(Picture taken at the Museum of Science
and Industry in Chicago on 12/24/06)
In my previous post, , A Simple Jew commented: Have you found a positive action to replace the “negative” action of checking your e-mail so often?
The most obvious result of “Rubber Band Mussar”, in my case, is a more focused day in the workplace, more quality time with my family, more time to open a sefer, and an understanding of the difference between what I want and what I need. These, in and of themselves, are positive actions, however they are secondary.
The most obvious positive action is ….Awareness.
I’ve quoted this before, but in second chapter of Mesillas Yesharim it states that:
THE IDEA OF WATCHFULNESS is for a man to exercise caution in his actions and his undertakings; that is, to deliberate and watch over his actions and his accustomed ways to determine whether or not they are good, so as not to abandon his soul to the danger of destruction, God forbid, and not to walk according to the promptings of habit as a blind man in pitch darkness.
No one wants to be a robot (although the life size Robbie the Robot pictured above was pretty cool), or a slave to habit. I sure don’t! The awareness of my addiction to checking email has, ironically, helped to stop me from acting robotic and doing things simply by rote. However, it’s more that just being aware of the choice I make to go or not go online. It’s a learning process and I am becoming much more aware of my behavior in general. It’s not so easy.
Last week my wife asked me to go bring in some milk from the car. I “stopped for a second” to check my email on the way and found myself sitting at the computer for 15 minutes. It was 32 degrees outside and the milk was fine, but that’s not the point. My wife asked me to do a simple thing and I let myself get distracted. That’s the point. I should not have touched the computer when I had something else to do. I could have used a rubber band then (of course now everyone at home is ready to shoot rubber bands at me thanks to my new mussar exercise). Things that so natural are the things that I often don’t make conscious decisions about.
With that being said, after being Torah observant for 19 years, I find myself doing some things by rote and it bothers me. I try to keep myself in check most of the time, but an automated Shemona Esray here, the conditioned response of an “amen” there, a half-hearted “Gut Shabbos” to a stranger just to be yotzai for saying “Gut Shabbos”, well…it adds up. It’s something I’m not true happy with, but at least I’m aware of it. I find myself these days being much more careful before I speak and aware of how best to use my time.
Like I wrote, no one wants to be robot. Not when I come to email (and the urge to read email is totally in full force after a posting goes up) and certainly not when it come to my Avodas Hashem.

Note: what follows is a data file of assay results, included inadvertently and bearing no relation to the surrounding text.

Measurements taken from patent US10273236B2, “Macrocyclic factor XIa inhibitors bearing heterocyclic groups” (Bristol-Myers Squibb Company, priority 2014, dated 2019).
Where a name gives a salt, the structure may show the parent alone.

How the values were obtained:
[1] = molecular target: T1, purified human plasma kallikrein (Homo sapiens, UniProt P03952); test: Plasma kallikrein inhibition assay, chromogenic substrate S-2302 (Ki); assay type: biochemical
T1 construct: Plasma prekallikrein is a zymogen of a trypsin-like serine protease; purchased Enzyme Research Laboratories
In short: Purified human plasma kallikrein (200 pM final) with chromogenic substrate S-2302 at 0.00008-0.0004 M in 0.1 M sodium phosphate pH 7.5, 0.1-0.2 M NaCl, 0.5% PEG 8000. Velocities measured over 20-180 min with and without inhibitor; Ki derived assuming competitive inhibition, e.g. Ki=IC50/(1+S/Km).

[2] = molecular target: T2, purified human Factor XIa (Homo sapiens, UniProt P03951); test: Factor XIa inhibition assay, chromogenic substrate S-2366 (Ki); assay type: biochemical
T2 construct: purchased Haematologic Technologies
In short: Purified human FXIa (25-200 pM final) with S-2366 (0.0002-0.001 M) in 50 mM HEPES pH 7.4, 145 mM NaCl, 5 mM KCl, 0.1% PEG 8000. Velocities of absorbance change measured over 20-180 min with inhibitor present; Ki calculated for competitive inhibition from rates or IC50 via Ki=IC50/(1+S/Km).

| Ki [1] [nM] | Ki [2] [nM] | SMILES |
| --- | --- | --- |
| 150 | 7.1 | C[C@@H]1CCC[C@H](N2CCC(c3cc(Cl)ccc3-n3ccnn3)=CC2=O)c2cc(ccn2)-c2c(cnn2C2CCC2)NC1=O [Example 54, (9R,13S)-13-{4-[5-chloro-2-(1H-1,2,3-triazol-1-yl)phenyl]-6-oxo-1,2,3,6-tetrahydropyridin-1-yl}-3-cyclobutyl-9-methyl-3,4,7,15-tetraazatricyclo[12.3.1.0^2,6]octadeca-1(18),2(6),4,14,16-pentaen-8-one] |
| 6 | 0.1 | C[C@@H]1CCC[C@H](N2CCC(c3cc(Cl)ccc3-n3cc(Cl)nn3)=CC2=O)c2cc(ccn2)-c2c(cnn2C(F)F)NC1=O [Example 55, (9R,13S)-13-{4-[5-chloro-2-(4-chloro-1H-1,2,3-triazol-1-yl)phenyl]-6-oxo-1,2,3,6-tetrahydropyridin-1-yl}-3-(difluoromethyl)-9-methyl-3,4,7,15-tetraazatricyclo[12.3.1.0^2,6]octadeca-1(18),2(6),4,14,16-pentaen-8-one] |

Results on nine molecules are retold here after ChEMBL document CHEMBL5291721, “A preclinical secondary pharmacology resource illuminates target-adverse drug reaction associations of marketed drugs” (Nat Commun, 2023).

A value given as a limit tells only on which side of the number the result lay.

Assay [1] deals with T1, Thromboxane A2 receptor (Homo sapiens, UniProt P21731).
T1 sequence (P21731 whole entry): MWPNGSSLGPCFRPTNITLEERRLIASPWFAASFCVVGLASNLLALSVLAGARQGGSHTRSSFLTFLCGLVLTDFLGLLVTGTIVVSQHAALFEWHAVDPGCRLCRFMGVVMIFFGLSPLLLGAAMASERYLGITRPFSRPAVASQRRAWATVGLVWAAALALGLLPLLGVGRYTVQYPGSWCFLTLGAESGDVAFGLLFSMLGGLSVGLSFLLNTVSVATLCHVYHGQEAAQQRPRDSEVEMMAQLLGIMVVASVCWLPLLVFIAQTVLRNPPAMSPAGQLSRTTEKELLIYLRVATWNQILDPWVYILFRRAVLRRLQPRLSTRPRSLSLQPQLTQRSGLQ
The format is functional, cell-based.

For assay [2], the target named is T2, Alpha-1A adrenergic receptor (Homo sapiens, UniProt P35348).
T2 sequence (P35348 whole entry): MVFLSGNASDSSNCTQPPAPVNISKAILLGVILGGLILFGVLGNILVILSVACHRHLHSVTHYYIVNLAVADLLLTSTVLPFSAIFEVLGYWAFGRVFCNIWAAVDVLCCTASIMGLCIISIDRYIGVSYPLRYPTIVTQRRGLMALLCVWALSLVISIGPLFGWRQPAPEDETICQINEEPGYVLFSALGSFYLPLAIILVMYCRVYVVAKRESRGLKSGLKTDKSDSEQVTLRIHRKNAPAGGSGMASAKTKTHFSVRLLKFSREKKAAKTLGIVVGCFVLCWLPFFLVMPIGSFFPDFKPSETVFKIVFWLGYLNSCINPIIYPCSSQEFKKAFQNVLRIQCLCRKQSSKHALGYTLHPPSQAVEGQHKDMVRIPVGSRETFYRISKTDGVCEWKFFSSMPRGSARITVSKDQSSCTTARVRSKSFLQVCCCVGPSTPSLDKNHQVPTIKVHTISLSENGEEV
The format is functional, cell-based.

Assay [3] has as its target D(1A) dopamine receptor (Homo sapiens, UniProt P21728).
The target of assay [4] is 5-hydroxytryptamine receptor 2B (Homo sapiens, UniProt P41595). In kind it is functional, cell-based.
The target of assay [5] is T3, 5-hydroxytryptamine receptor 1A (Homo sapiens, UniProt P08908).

Mediocrity is my enemy. Becoming comfortable with my Yiddishkeit not only pushes me away from Hashem, but from a chinuch aspect, it’s like the black plauge. Our children pick up on everything we do (I’ll write more about this in a future post). I remember listening to the lady at the post office say that her mother mumbled the blessings on Chanukah, and thinking that this is not how I want my children to remember their childhood and our Torah observant way of life.
As mentioned before, I have found myself become much more aware of everything I do. I find myself questioning if it’s “what I really need to do right now” and thinking about my actions. I recall certain thoughts and feelling I had when I decided start wearing a yarmulka in public. How careful I was about my manner of speech and behavior. Sometimes I feel that I have become too comfortable with who I am and my yiddishkeit, and it worries me.
When I wrote my previous post I really didn’t think that this rubberband thing would end up making me really examine my actions so much. I’m happy that I’m able to grow from my blogging, and in this case, with the help of several comments.
Last night I heard something that really made me angry. Well, at least I was aware that I could have become angry. Without missing a beat, I stuck my hand in my pocket and felt my trusty rubber band. Later my wife commented that she was actually surprised that I wasn’t more upset. Awareness of my actions saved me from losing my cool, this time.
Yet again, later that night, I went to check my email and realized that I stayed online longer that I needed to. Each opportunity is a challenge and a battle, but that’s alright. I fight, fall, and get up again.
Over the past few months (especially in the summer) I’ve felt that my ‘hobbie’ of blogging and reading other blogs has taken up a major amount of my time. I can say now, since I’ve become more mindful of the little things I do, I feel a new found sense of freedom about my hobbie. It’s important to realize what I am a slave to.